Weiwei is perhaps best known for his design for the Beijing National (Olympic) stadium (the “Bird’s Nest”). In October last year Sunflower Seeds opened at the Tate Modern Turbine Hall – one hundred million porcelain “seeds” scattered over a large area of the exhibition hall, each individually hand-painted in the town of Jingdezhen by 1,600 Chinese artisans.
Weiwei is also well known for his outspoken social commentary. After the 2008 Sichuan earthquake, he used his celebrity to assemble volunteers in the disaster area who controversially compiled a list of children who died in the disaster. The project was aimed at drawing attention to structural problems with the schools. Twenty schools collapsed killing more than 5,000 children, all of which had buildings next to them that remained standing. For his efforts, he was arrested, beaten and prevented from testifying at the trial of another activist charged with inciting the subversion of state power.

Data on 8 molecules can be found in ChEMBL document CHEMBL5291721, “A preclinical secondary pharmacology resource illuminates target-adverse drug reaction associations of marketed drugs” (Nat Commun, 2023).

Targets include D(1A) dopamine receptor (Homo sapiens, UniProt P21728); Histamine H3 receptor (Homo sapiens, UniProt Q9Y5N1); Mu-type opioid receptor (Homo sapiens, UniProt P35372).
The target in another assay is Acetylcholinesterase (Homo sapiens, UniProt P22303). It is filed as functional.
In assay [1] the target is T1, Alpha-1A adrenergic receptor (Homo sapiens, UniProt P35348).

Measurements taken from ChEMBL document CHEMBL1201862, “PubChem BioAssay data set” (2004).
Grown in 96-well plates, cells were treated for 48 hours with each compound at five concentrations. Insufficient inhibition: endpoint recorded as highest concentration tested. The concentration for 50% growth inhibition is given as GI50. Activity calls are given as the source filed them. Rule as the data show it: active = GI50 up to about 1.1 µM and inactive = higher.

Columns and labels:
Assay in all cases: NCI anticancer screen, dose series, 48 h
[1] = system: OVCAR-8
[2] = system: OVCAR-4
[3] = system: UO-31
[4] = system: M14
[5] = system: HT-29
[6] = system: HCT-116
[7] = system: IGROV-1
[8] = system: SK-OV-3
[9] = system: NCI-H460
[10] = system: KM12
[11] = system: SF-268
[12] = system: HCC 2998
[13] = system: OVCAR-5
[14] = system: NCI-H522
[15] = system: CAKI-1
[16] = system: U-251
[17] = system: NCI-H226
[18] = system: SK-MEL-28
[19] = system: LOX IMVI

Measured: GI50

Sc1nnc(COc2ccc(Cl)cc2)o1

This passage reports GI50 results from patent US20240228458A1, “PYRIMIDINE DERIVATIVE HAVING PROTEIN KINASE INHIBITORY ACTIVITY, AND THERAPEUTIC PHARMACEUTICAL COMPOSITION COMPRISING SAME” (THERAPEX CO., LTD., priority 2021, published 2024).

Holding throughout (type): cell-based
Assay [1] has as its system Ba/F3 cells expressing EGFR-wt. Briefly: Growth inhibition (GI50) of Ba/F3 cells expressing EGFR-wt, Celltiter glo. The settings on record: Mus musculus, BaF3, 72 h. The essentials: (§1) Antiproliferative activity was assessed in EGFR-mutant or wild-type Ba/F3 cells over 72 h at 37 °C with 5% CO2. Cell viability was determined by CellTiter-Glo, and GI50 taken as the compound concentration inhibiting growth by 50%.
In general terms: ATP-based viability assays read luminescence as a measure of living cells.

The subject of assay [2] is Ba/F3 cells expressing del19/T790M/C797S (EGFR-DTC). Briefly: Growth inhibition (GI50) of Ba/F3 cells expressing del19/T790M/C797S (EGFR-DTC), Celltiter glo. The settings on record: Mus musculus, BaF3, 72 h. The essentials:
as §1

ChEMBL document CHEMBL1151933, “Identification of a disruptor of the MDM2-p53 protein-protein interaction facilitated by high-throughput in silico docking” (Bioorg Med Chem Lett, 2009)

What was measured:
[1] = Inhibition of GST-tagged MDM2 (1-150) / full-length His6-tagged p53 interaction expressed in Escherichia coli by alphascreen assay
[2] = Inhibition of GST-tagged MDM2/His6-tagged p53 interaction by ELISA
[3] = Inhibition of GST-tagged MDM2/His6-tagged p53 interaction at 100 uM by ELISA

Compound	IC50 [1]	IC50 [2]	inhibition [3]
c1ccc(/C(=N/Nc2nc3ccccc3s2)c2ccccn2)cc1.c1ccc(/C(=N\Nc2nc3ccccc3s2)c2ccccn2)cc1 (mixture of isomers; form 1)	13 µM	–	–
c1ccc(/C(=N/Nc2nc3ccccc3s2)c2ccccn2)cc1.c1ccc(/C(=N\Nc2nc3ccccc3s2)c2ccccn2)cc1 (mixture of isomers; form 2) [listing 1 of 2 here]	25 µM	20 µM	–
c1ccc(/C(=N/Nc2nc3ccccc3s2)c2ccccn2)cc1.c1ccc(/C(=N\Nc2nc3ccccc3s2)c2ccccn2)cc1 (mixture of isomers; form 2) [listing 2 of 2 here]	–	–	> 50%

Earlier this month, Weiwei appeared on the steps of a Beijing courthouse in silent protest against the arrest and trial of artist Wu Yuren who has also had his studio expropriated by the Chinese government. Both artists were signatories to Charter 8, a manifesto demanding a variety of political changes in China including an independent legal system, freedom of association and the elimination of one-party rule.
In December, shortly after the demolition of his studio was announced, Ai Weiwei was barred from leaving China. He has yet to make a public statement since the demolition of his studio.